Child Pornography Cases Roil Pennsylvania and the Vatican

February 2, 2015 by David S. Seltzer

Two notable child pornography cases grabbed news headlines over the last several days. One involves a middle-aged man, David Michael Gruel, who stands accused of 8 felony counts of sexual abuse of children. The second hails all the way from Vatican City, where officials are reviewing two cases of child pornography.

In Pennsylvania, Fox 43 reports that State Troopers discovered that Gruel allegedly shared images of child pornography online. Troopers searched his home and say they seized a computer that contained images and videos depicting child pornography. Gruel now faces seven counts of child pornography along with one count of committing a crime through technology.

Meanwhile, half a world away, Vatican City’s chief prosecutor discovered two child pornography cases within the city’s walls last year. One case came to light through computer access; the second case’s details have not been released.

It’s been over a decade since the Catholic Church was publically roiled by allegations that priests had been engaging in child sex abuse on a mass scale. Those allegations – and all the bad publicity that accompanied them – helped spur reform within the Church. Pope Francis, meanwhile, is taking a zero tolerance policy regarding these latest changes. Reuters reports that Pope Francis personally approved the Vatican City arrests to send a strong message that everyone in he Catholic Church – even the highest ranking Church officials – must be accountable for their actions. Police arrested former Archbishop Wesolowski last year on charges that he paid for sex with children; he allegedly is also involved in one of these recent cases.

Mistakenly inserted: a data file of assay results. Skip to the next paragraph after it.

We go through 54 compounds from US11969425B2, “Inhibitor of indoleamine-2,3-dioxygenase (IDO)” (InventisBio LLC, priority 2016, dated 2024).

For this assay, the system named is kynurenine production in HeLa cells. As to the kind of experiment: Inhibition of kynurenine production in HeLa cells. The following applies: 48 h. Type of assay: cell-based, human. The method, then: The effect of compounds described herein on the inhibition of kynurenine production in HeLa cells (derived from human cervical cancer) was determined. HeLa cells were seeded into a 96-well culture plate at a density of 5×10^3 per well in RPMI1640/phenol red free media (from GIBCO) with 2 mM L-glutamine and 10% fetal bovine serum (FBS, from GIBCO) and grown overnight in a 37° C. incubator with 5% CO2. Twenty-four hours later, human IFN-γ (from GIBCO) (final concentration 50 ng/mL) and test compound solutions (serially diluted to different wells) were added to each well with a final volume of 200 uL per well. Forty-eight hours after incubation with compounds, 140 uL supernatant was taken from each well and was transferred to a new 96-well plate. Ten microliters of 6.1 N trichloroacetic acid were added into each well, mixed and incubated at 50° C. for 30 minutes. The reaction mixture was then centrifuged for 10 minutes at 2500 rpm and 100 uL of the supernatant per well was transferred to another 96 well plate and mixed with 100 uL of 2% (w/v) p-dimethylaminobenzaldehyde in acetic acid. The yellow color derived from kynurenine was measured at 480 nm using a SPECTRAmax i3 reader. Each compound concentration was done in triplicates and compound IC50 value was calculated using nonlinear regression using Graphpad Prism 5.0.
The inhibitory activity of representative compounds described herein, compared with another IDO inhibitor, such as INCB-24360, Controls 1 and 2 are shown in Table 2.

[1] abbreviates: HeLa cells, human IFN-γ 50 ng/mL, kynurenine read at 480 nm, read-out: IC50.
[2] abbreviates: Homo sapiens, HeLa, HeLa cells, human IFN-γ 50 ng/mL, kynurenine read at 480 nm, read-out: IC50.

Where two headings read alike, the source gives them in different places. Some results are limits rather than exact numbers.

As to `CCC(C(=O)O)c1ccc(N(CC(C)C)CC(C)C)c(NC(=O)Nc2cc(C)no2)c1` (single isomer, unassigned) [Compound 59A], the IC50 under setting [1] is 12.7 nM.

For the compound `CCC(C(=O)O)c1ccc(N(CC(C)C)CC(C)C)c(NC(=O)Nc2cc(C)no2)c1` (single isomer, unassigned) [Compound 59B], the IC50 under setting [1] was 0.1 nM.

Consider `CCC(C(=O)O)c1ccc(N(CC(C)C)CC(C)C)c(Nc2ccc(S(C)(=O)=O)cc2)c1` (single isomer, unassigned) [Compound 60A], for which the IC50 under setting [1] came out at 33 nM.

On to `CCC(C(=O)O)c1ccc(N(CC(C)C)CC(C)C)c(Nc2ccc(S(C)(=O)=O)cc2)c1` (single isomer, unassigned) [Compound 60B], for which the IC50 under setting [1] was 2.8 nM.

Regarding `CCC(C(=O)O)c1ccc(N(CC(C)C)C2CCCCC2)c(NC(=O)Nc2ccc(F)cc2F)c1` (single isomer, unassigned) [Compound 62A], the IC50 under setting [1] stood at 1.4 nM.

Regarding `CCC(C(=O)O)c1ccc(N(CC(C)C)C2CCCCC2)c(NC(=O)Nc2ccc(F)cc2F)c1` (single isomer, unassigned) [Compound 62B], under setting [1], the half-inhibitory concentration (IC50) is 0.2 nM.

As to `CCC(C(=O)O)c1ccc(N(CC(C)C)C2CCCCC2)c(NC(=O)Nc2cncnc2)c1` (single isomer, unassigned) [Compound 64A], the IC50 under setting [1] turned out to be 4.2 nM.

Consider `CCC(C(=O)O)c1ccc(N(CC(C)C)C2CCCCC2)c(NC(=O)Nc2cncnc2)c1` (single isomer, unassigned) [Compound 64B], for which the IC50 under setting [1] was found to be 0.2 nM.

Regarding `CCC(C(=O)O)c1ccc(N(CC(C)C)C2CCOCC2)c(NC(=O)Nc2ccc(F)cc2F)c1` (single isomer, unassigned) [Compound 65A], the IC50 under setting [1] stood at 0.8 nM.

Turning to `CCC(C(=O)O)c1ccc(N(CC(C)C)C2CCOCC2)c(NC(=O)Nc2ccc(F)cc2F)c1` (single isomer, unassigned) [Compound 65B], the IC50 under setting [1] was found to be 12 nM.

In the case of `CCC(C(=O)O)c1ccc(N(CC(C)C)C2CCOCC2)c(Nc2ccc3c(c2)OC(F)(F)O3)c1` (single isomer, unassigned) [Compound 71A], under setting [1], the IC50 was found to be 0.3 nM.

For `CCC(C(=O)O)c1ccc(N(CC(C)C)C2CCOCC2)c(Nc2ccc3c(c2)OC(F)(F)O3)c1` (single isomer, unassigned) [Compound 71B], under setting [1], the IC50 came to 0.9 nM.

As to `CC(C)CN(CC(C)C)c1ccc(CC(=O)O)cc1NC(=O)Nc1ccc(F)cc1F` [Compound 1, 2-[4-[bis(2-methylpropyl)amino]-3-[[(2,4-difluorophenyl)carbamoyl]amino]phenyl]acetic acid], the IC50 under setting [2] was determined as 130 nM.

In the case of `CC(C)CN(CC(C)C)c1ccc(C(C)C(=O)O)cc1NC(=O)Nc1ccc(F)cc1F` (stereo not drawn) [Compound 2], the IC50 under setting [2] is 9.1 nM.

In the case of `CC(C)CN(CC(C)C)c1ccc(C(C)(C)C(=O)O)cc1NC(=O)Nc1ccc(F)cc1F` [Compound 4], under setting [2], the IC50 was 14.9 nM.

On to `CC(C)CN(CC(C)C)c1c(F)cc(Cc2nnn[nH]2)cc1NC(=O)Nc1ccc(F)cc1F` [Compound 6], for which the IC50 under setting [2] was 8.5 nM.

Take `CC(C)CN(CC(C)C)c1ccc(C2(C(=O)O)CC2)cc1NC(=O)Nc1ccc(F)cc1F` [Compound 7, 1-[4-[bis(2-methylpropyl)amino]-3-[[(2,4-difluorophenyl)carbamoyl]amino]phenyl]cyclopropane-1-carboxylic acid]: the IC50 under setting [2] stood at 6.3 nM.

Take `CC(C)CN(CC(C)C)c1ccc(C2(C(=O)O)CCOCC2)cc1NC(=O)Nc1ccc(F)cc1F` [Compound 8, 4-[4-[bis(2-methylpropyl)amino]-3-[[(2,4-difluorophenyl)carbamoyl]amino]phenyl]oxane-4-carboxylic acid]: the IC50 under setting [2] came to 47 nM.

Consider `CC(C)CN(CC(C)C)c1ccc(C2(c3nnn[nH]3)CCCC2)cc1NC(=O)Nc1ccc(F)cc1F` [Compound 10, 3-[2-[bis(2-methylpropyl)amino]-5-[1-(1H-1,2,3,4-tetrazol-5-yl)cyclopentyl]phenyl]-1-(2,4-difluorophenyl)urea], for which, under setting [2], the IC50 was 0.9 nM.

Is there a worldwide problem with respect to the viewing and dissemination of child pornography? Statistically speaking, most people accused of child pornography and child sex abuse are men, but pornography and solicitation defendants are surprisingly diverse.

In both cases we’ve discussed, the defendants stand accused of using the internet to access and view child pornography, reflecting the fact that the internet is the main way child pornography is distributed today.

If you have been falsely accused of viewing, storing or distributing child pornography on your computer, you understand how potentially damaging the charges may be. To protect your name, your freedom and your reputation, get in touch with a qualified Miami cybercrime defense attorney at Seltzer Law, P.A. immediately at 1-888-THE-DEFENSE (1-888-843-3333) for a free and confidential consultation.